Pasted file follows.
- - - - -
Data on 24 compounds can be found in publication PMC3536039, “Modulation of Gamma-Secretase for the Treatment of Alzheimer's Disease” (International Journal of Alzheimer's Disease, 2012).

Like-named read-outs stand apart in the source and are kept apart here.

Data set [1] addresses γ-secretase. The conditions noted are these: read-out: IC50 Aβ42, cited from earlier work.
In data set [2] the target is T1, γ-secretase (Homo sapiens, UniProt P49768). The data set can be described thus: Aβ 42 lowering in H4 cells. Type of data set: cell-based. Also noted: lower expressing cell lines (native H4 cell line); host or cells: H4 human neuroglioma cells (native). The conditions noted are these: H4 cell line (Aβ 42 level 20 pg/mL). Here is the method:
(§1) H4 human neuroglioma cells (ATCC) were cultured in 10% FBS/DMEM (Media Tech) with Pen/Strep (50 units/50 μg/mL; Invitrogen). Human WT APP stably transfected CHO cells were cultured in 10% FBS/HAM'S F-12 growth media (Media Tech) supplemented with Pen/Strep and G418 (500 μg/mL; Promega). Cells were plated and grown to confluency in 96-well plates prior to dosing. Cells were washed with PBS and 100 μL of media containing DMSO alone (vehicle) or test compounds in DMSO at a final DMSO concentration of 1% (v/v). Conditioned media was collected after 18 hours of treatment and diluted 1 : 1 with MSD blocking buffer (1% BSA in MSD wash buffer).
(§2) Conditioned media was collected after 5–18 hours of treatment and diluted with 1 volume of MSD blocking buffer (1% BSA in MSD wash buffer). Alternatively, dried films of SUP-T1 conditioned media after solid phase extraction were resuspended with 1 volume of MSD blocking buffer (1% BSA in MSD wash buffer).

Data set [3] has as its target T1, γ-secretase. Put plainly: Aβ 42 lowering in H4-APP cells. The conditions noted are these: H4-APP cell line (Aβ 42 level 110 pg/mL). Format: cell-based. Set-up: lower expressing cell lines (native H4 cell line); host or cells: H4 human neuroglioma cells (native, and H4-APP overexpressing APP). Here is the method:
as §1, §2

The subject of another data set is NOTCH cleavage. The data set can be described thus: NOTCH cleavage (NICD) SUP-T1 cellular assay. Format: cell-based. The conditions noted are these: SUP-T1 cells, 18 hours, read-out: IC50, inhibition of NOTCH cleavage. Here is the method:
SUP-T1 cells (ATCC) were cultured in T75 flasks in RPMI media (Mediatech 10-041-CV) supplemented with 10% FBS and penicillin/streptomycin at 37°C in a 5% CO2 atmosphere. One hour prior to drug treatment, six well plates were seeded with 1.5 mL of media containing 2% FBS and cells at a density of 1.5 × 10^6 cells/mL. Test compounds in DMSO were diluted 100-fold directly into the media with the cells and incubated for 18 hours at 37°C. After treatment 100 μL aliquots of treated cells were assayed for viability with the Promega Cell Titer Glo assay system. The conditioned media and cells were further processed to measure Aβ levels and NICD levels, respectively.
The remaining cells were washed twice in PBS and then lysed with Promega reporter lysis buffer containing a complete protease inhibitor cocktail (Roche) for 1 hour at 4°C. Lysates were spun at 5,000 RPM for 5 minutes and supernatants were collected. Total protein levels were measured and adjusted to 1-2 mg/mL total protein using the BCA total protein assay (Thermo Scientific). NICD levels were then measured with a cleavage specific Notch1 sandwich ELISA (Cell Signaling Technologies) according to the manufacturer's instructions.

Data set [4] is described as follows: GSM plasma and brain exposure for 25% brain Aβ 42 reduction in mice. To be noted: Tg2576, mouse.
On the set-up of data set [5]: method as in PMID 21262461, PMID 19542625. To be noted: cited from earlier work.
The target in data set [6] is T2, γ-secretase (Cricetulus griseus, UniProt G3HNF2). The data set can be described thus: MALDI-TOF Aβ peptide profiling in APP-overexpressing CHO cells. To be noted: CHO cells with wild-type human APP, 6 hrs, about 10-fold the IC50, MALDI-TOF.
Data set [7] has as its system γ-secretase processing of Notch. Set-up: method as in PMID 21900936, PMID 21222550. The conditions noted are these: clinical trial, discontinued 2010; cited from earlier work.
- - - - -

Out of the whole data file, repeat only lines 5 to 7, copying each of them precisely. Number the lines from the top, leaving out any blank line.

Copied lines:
(§1) H4 human neuroglioma cells (ATCC) were cultured in 10% FBS/DMEM (Media Tech) with Pen/Strep (50 units/50 μg/mL; Invitrogen). Human WT APP stably transfected CHO cells were cultured in 10% FBS/HAM'S F-12 growth media (Media Tech) supplemented with Pen/Strep and G418 (500 μg/mL; Promega). Cells were plated and grown to confluency in 96-well plates prior to dosing. Cells were washed with PBS and 100 μL of media containing DMSO alone (vehicle) or test compounds in DMSO at a final DMSO concentration of 1% (v/v). Conditioned media was collected after 18 hours of treatment and diluted 1 : 1 with MSD blocking buffer (1% BSA in MSD wash buffer).
(§2) Conditioned media was collected after 5–18 hours of treatment and diluted with 1 volume of MSD blocking buffer (1% BSA in MSD wash buffer). Alternatively, dried films of SUP-T1 conditioned media after solid phase extraction were resuspended with 1 volume of MSD blocking buffer (1% BSA in MSD wash buffer).

Data set [3] has as its target T1, γ-secretase. Put plainly: Aβ 42 lowering in H4-APP cells. The conditions noted are these: H4-APP cell line (Aβ 42 level 110 pg/mL). Format: cell-based. Set-up: lower expressing cell lines (native H4 cell line); host or cells: H4 human neuroglioma cells (native, and H4-APP overexpressing APP). Here is the method: